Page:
Let’s start by stating the obvious: We don’t know what 2017 will bring for the ACC. There will be hefty turnover at the quarterback spot throughout the league, big stars returning and plenty of storylines to follow between now and the start of the season. But hey, it’s never too soon to make some predictions, right? With that, here’s our way-too-early look at the ACC’s 2017 power rankings.
What? Not the defending champs? We get it. Clemson is good. But the Tigers also lose Deshaun Watson and tons of NFL talent, while a young Florida State should be even better in 2017. Deondre Francois, Derwin James and a host of stars should make this team a legitimate national title contender for 2017.
No Watson? No Mike Williams? No Wayne Gallman? No problem. Zerrick Cooper will be the intriguing quarterback-in-waiting this offseason, but get past the quarterback and Clemson still has oodles of talent, from Christian Wilkins and Dexter Lawrence to Deon Cain and Ray-Ray McCloud. It will be a different Tigers team, but it’ll still be a very good one.
Is this the year Miami finally turns the corner and plays for an ACC title? We’re believers. Even without Brad Kaaya, the Canes return Mark Walton, Ahmmon Richards and a young defense that could be one of the best in the country. With so much transition elsewhere in the Coastal Division, this has to be Miami’s year.
They have the Heisman winner, but how much else is left on the roster? Lamar Jackson is a star, but the late-season swoon showed he can’t do it by himself. With so much talent departing from the defense, it’ll be interesting to see how Louisville recovers and tries to build upon a successful 2016.
Coach Paul Johnson never stays down for long, and the Jackets’ late-season surge reminded fans how dangerous this team can be. Justin Thomas is gone, but plenty of talent returns, particularly on a young O-line and in a burgeoning secondary. The biggest questions will be up front on defense.
The 2016 season was supposed to be coach Justin Fuente’s rebuilding year. Instead, it was a return to 10-win credibility for the Hokies. The problem is, they might have been too good, with stars such as Jerod Evans, Bucky Hodges and Isaiah Ford leaving for the NFL. There’s still enough left on the roster for Virginia Tech to compete for the Coastal Division, but Fuente’s real rebuilding begins now.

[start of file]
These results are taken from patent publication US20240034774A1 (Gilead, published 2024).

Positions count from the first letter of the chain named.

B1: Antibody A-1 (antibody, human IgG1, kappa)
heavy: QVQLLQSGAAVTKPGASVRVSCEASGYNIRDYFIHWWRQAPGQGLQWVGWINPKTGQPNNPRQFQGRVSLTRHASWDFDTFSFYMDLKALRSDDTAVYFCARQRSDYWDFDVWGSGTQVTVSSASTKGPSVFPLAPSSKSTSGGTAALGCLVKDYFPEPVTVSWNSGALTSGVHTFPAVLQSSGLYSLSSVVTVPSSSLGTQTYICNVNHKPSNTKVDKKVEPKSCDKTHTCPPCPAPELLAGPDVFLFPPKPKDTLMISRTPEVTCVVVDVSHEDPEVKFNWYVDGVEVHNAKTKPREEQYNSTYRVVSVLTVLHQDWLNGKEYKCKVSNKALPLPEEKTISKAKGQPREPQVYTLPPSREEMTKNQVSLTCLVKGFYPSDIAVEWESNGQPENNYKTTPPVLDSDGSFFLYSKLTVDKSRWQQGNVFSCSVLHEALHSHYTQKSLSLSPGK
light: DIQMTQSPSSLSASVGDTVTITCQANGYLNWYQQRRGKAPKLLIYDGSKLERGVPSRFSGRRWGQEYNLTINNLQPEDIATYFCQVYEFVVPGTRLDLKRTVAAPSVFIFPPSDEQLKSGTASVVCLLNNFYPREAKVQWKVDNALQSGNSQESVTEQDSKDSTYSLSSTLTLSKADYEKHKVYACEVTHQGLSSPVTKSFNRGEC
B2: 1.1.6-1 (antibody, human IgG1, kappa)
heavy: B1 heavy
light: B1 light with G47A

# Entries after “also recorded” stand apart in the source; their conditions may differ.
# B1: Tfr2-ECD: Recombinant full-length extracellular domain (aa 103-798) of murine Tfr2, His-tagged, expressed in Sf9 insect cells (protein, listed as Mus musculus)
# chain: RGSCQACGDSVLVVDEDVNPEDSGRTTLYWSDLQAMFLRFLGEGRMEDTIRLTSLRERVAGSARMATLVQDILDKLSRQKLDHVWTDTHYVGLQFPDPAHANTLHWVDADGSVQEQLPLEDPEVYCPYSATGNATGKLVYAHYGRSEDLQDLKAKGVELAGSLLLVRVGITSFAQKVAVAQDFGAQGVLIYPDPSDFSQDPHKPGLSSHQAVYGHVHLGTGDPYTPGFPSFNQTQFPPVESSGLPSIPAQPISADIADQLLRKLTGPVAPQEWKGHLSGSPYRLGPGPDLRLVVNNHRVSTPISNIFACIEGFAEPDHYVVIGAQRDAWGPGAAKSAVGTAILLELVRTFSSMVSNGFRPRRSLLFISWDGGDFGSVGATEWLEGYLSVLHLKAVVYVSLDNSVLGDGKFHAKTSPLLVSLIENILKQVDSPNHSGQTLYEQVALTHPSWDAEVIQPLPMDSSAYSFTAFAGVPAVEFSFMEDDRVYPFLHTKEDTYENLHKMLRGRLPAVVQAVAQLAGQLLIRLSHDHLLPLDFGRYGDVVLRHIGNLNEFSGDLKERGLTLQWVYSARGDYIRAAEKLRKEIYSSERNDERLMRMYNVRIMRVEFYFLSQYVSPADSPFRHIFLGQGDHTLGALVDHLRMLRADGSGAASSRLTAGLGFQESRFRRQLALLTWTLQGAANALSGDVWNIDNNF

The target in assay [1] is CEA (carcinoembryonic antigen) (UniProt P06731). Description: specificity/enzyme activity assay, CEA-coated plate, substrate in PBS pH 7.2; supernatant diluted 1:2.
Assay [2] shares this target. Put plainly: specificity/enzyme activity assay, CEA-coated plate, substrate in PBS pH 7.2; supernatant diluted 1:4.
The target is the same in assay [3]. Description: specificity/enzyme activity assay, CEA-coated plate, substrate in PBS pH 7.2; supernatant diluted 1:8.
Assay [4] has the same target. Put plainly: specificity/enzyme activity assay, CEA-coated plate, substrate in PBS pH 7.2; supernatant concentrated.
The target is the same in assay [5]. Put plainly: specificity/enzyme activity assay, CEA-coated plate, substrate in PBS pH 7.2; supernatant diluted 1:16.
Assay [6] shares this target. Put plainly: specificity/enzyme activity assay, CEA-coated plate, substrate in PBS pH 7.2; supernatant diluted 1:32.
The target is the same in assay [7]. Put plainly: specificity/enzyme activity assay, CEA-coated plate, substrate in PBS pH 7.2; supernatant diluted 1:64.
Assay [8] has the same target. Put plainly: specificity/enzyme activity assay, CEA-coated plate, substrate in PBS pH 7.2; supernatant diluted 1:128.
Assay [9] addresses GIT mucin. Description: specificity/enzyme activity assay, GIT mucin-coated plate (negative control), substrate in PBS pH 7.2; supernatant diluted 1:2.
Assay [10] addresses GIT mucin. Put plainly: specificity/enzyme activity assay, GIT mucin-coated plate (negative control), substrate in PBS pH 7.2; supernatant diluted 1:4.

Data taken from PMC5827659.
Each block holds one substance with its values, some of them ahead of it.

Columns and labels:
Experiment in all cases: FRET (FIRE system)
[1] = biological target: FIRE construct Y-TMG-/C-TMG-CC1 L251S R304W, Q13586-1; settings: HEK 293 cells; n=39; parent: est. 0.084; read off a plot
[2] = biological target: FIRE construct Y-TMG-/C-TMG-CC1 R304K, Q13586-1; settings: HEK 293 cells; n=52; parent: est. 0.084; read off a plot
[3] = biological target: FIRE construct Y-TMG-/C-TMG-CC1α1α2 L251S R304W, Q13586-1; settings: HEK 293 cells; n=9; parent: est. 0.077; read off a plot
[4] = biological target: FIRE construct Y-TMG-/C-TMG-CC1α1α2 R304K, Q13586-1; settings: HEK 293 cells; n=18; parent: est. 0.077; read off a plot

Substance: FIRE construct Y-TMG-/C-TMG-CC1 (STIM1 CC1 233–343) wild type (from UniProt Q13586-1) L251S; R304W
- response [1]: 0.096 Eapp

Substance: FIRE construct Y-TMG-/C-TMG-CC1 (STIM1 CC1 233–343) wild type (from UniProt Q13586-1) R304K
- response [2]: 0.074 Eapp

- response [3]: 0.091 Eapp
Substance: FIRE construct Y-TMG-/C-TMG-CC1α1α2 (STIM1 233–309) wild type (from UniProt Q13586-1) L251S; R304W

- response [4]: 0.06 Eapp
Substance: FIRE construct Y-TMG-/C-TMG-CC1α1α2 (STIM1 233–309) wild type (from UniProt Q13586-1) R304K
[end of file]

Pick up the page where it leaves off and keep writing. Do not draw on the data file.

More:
Max Browne looks like a great fit, and there’ll be plenty of quality players surrounding him at quarterback. The biggest issue for Pitt is on defense, where the Panthers need to take a big step forward in the secondary if they want to be a legitimate contender for an ACC crown.
Dave Doeren finished strong to keep his coaching job, and he has ample pieces in place to turn 2017 into a big season at NC State. The offense has loads of talent, with quarterback Ryan Finley leading the charge, and defensive end Bradley Chubb’s decision to return for 2017 makes this a defense to be reckoned with.
Wake made big strides on offense, and it did so without a single senior playing a vital role at a skill position. If the defense can maintain its success with a new coordinator, there’s a good chance the Deacons cause real problems for other Atlantic Division contenders in 2017.
10. Duke Blue Devils
Quietly, Daniel Jones put together a terrific season in 2016, and the defense, while enduring its share of problems, is filled with developing talent. It’s hard to predict a huge leap forward for Duke, but the pieces are in place for this to be an eight- or nine-win team.
Maybe we’re too pessimistic and coach Larry Fedora will find pieces to plug in on offense, but the loss of so many critical players at the skill positions certainly looks troubling, while the defense continues to be a concern. Chalk up North Carolina as the team that has a high ceiling and low floor.
12. Syracuse Orange
Coach Dino Babers said it will likely be midseason 2017 before his offense really clicks, but it’s the defense we’re worried about. Syracuse needs to find a way to stop opponents if that high-flying offense is going to do any real damage next season.
BC needs to be able to run the ball better. It’s a pretty simple formula. When the Eagles can move the ball on the ground and chew up clock, they have a defense that can win games. But when the offense offers nothing, there’s just not enough talent to turn things around.
We’re still high on the Bronco Mendenhall era at Virginia, but if 2016 showed anything, it’s that there’s a steeper hill to climb than most assumed. The Hoos will get there eventually, but not in 2017.